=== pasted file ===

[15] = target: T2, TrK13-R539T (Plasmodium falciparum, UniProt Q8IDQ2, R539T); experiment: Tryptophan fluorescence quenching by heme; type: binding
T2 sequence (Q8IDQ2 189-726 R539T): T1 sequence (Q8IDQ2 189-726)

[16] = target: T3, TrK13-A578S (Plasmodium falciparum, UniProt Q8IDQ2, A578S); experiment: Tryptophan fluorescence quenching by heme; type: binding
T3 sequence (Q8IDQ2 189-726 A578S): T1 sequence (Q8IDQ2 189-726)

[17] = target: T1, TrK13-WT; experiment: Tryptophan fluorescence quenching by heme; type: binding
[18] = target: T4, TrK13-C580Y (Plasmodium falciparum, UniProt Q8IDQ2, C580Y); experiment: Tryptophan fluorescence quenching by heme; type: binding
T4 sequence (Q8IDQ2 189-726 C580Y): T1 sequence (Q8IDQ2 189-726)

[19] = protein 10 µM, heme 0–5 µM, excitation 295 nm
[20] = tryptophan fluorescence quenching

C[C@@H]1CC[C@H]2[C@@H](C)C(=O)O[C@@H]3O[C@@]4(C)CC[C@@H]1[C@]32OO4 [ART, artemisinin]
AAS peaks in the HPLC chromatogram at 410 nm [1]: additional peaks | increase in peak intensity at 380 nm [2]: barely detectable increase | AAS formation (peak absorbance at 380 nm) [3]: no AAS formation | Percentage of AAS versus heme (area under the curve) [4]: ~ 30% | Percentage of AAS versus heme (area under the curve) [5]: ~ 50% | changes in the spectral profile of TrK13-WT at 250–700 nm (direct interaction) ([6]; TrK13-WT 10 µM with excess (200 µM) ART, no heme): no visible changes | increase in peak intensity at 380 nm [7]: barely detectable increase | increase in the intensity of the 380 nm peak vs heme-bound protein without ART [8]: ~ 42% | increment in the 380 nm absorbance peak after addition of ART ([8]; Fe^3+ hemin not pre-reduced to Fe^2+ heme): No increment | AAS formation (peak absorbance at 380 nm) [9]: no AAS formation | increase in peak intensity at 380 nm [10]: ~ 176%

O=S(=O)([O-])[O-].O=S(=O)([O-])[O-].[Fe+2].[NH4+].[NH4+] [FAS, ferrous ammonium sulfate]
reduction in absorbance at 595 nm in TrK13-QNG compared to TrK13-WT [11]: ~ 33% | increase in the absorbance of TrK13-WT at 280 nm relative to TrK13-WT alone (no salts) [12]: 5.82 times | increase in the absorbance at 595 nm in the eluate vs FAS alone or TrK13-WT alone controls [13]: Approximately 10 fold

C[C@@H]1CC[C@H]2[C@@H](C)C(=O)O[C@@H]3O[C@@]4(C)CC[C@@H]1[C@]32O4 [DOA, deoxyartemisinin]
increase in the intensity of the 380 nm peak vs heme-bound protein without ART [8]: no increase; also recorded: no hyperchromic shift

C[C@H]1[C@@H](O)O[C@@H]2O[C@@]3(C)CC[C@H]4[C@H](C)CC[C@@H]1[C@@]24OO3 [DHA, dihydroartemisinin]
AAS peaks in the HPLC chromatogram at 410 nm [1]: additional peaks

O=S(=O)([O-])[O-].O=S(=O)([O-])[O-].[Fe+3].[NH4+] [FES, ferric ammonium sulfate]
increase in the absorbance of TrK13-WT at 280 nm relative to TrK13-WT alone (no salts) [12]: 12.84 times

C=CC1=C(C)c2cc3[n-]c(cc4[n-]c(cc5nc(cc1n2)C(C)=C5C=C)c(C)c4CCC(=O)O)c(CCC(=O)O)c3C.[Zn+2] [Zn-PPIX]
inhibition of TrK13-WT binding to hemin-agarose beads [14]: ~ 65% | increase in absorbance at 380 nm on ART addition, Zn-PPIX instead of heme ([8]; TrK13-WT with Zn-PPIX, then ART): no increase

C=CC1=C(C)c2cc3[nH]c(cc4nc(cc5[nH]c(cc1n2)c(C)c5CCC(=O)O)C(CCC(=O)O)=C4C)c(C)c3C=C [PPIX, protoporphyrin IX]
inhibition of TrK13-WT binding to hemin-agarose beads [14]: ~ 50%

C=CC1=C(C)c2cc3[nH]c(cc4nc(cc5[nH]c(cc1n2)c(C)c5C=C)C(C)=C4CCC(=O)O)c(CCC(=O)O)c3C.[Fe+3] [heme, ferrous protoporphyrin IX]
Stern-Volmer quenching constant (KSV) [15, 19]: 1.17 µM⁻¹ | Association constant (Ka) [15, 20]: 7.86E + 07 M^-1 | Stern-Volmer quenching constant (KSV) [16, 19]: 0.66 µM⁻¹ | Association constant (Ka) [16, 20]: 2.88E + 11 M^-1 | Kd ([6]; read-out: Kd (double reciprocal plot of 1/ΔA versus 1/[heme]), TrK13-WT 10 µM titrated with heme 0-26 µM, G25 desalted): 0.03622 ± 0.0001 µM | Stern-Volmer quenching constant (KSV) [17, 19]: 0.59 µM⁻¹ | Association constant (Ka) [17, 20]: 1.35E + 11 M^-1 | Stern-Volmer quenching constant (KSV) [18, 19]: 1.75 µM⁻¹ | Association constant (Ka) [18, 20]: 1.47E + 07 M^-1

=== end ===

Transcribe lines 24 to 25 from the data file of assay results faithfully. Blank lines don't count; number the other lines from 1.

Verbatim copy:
C=CC1=C(C)c2cc3[nH]c(cc4nc(cc5[nH]c(cc1n2)c(C)c5C=C)C(C)=C4CCC(=O)O)c(CCC(=O)O)c3C.[Fe+3] [heme, ferrous protoporphyrin IX]
Stern-Volmer quenching constant (KSV) [15, 19]: 1.17 µM⁻¹ | Association constant (Ka) [15, 20]: 7.86E + 07 M^-1 | Stern-Volmer quenching constant (KSV) [16, 19]: 0.66 µM⁻¹ | Association constant (Ka) [16, 20]: 2.88E + 11 M^-1 | Kd ([6]; read-out: Kd (double reciprocal plot of 1/ΔA versus 1/[heme]), TrK13-WT 10 µM titrated with heme 0-26 µM, G25 desalted): 0.03622 ± 0.0001 µM | Stern-Volmer quenching constant (KSV) [17, 19]: 0.59 µM⁻¹ | Association constant (Ka) [17, 20]: 1.35E + 11 M^-1 | Stern-Volmer quenching constant (KSV) [18, 19]: 1.75 µM⁻¹ | Association constant (Ka) [18, 20]: 1.47E + 07 M^-1